The Meritocracy Trap: How America’s Foundational Myth Feeds Inequality, Dismantles the Middle Class, and Devours the Elite

Daniel Markovits. Penguin Press, $30 (448p) ISBN 978-0-7352-2199-4
Yale law professor Markovits presents a reasonable but confusingly structured argument that what in the U.S. “is conventionally called merit is actually an ideological conceit, constructed to launder a fundamentally unjust allocation of advantage.” The elite maintain their status, he writes, not through the possession of merit but through fetishizing their own labor and skills, and sending their children to elite schools that people with less money can’t afford, entrenching a rigid class system. As such, the problems the meritocracy narrative causes are both emotional (especially for the underemployed and out of work) and political (because inequality breeds political divisiveness). Meanwhile, chances for advancement for those who aren’t already rich have dried up drastically in the last 50 years: the system, Markovits argues, consists more and more of “gloomy” and “glossy” jobs—those at the very bottom of the ladder, and those at the very top, with few rungs in the middle. Automation has reduced the number of middle-class jobs on offer, and, in industries such as finance and retail, the disparity between the pay received by higher-income and lower-income workers has grown drastically. Markovits makes some astute observations about this fundamentally American dogma, but in a frequently verbose and repetitive style. Nevertheless, those seeking insight into the landscape of contemporary income inequality will find much of value in his analysis. (Sept.)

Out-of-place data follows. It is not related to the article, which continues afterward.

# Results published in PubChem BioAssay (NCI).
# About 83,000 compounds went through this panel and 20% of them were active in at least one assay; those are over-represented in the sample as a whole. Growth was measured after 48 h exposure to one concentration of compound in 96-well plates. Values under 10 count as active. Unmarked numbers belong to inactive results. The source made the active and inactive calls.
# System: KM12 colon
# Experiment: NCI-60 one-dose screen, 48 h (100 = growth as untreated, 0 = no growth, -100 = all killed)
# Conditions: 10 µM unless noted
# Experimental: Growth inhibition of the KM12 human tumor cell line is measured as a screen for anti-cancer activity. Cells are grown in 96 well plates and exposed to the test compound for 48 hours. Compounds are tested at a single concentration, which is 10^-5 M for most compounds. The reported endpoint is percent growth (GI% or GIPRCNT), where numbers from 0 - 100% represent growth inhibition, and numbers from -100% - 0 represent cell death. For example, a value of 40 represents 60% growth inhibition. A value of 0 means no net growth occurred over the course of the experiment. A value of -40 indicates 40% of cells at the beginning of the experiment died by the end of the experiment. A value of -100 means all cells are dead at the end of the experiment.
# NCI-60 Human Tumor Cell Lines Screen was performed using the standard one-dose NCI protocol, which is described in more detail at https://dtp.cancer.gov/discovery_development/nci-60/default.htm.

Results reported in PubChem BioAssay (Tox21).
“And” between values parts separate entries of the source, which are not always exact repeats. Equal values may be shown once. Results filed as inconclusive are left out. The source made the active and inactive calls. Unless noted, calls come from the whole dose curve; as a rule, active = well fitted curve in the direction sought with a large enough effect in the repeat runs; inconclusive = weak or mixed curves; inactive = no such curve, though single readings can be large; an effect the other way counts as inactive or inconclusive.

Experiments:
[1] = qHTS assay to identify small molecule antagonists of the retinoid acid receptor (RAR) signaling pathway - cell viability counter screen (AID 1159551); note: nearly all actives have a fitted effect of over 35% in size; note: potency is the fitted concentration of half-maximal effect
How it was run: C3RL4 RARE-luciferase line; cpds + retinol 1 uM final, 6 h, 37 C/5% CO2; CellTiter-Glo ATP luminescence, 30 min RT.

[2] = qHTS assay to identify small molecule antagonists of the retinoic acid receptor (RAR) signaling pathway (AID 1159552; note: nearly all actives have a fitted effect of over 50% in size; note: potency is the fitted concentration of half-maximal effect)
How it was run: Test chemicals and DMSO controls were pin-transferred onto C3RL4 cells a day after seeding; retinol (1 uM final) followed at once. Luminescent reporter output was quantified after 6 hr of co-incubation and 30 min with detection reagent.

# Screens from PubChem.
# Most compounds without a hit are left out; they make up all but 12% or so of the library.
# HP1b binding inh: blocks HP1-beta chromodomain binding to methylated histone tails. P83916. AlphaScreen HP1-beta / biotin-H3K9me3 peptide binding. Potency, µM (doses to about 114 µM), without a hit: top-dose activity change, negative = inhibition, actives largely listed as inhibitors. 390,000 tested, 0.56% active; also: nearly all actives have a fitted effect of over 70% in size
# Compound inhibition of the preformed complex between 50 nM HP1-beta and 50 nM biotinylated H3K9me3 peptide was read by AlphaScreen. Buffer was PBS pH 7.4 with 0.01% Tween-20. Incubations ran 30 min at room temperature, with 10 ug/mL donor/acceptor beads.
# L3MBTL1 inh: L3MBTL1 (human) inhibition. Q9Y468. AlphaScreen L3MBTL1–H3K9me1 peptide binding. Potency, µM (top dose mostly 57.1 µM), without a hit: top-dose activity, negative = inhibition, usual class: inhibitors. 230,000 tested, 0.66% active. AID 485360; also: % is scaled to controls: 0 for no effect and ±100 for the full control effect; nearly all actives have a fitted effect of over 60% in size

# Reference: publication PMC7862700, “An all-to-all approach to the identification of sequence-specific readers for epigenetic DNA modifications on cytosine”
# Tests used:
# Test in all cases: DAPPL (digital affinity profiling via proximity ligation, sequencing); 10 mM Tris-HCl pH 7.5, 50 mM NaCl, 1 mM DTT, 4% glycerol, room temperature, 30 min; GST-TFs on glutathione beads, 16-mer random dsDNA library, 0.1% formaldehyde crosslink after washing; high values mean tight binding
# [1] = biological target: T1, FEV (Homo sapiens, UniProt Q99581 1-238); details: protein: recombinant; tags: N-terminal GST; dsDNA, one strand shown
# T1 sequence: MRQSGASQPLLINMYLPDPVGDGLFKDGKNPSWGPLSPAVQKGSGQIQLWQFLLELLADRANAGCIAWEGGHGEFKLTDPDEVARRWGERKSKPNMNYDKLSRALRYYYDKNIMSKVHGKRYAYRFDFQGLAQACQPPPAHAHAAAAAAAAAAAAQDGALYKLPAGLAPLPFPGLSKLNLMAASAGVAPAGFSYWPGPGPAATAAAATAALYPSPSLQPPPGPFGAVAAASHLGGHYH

Reviewed on : 05/31/2019
Release date: 09/10/2019
Genre: Nonfiction
Ebook - 978-0-7352-2200-7
Paperback - 448 pages - 978-0-7352-2201-4
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Audio book sample courtesy of Penguin Random House Audio
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